OneView – February 2023
January is starting the year at $2.92 cost per mile for the Rockfarm truckload index, an increase from December’s $2.89 and the highest since August of 2022, which also reported the same at $2.92 cost per mile. The average DOE cost per gallon for diesel fuel remains elevated over the past year. However, it has shown a decrease in cost since February of last year.
The importance of fuel being driven lower and the cost per mile increasing is twofold. The ﬁrst is that diesel fuel production is balancing out to the global demand showing a decline in the cost per diesel. Secondly, capacity through January has been tight with the true line haul rate per mile moving past the posted increase of $0.03 per mile from December’s average.
As we move toward mid-February the cost per mile is showing continued strength rolling in at $2.89. This month’s cost per mile is now crossing the threshold rate per mile seen in February 2021 when truckload rates rose beyond the $4.00 cost per mile we saw in 2022. Overall index rates across the Rockfarm truckload market indicators show rates settling under the threshold of July through December. With a slight uptick, we should see rates continue to hold in the $2.80 to $3.00 range in cost per mile for the near term.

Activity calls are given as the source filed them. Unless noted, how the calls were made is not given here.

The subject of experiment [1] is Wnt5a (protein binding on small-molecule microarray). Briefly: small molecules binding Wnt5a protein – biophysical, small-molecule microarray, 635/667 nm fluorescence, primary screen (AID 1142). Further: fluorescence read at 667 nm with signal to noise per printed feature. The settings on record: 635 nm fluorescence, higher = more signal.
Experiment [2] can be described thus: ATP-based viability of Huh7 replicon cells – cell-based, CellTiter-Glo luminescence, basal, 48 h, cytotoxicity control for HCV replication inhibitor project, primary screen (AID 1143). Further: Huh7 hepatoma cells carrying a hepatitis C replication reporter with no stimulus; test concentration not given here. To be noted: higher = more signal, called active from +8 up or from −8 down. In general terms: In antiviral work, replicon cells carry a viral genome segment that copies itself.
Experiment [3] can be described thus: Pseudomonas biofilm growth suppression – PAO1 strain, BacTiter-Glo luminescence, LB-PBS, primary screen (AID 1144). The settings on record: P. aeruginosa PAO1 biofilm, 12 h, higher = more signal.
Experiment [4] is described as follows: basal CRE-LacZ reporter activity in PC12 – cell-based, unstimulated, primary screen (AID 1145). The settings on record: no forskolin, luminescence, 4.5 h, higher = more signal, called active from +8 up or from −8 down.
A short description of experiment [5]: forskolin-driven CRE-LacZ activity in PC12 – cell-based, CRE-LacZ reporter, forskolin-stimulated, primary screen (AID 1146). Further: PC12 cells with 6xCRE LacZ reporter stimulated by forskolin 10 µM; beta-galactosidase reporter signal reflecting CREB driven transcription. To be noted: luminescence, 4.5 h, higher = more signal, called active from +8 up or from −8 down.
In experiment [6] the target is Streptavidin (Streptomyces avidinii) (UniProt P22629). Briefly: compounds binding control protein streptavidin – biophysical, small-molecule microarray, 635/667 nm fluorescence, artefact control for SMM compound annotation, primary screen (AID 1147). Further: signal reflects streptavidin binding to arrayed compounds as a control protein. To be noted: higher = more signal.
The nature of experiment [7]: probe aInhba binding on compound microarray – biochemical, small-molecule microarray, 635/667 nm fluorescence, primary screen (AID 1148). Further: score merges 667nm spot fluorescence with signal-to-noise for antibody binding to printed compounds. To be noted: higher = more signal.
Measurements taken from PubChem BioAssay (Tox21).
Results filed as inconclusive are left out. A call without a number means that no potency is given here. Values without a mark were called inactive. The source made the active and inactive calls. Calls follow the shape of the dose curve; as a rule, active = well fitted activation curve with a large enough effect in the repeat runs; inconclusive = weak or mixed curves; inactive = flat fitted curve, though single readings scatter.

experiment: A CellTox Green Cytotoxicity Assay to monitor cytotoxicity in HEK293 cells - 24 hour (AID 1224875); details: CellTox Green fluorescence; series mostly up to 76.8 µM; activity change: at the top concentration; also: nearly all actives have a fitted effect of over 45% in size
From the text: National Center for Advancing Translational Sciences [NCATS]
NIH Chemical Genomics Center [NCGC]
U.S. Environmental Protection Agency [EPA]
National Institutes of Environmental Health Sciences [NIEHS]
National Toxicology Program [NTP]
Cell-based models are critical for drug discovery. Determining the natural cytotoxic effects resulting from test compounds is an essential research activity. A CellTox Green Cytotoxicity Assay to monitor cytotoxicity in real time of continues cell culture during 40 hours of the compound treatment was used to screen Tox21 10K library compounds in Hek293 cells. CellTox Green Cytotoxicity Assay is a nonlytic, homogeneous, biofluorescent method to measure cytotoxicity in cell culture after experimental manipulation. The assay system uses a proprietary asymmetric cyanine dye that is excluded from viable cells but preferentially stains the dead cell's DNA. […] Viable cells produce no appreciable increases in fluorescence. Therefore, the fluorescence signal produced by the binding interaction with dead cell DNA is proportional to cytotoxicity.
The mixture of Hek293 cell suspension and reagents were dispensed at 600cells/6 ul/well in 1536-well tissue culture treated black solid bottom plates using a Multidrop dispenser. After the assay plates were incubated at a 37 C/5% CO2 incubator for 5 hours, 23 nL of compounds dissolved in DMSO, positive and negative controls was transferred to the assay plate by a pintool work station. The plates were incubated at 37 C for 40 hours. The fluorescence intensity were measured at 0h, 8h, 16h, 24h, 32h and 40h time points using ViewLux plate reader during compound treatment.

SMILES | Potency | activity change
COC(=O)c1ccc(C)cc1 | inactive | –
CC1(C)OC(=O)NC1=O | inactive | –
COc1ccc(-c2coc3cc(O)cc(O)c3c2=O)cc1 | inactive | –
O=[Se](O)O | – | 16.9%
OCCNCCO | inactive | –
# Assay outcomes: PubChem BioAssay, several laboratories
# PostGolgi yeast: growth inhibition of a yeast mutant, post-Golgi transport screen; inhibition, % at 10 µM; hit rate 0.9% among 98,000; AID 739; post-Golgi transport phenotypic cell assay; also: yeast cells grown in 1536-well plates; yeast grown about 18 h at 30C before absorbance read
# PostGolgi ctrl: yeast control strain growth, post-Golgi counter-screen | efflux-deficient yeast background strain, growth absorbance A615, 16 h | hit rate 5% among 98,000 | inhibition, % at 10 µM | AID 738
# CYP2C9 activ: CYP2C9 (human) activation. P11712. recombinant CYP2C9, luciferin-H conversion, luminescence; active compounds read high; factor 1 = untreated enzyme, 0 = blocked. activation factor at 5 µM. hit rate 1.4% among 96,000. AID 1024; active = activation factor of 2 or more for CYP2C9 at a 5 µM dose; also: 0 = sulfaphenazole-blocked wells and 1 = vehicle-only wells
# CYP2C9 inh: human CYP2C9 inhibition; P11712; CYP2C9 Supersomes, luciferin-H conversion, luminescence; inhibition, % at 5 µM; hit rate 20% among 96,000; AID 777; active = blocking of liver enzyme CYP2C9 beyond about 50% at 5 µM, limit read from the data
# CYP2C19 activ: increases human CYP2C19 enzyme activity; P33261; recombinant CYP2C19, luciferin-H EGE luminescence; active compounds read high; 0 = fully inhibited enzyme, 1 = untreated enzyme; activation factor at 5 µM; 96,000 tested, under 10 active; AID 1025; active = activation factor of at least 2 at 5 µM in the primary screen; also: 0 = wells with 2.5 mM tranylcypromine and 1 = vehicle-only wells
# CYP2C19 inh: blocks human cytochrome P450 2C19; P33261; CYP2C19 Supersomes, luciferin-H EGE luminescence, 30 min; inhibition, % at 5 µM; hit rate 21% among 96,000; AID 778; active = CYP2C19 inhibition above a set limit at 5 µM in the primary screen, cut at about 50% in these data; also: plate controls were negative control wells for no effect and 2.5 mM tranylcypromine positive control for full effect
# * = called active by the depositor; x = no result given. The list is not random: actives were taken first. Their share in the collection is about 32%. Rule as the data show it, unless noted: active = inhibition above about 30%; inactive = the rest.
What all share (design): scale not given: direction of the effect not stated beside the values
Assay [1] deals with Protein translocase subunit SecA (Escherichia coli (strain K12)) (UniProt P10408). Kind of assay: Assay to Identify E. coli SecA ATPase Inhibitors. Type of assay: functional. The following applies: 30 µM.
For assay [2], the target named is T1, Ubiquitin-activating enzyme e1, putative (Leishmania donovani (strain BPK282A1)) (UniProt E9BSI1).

In another key indicator, the U.S. Census Bureau is reporting the US Business Inventory/Sales Ratio increased to 1.36, up from the August through October ratio of 1.33. Retailers were not shy about building inventories as the 2022 holiday season began. In addition to the inventory/sales ratio, the Kansas City Fed Manufacturing Backlog of Orders Index is showing another decrease in back orders for January, albeit slight, in comparison to December.
In other news, it is being reported that monthly import containers fell to less than 2 million TEUs in December. The Port of L.A. Operations Report is showing 8 container ships in port with only 1 additional container ship within 40 nautical miles. Currently, the San Pedro Bay port complex is reporting 13 container vessels destined for the Port of L.A. and Long Beach within 150 nautical miles, and an additional 28 vessels inbound from the origin port to 150 nautical miles of the San Pedro Bay.
For more information please reach out to our Supply Chain Coach team.
FOR MORE INFORMATION, PLEASE REACH OUT TO INFO@ROCKFARM.COM.
By Brad Stewart
Brad’s journey into logistics began as a Marine Officer and transitioned from the LTL docks to the non-asset side within the logistics service provider arena. As a co-founder of Rockfarm, Brad drives our business development efforts and delivery of our promise. An Arizona native, Brad enjoys spending time outdoors in his home state with his wife and family.
“Our approach to the market allowed us an opportunity to push forward in 2008 and enable our mission, lower the cost to serve to stand as a cornerstone to our company today.”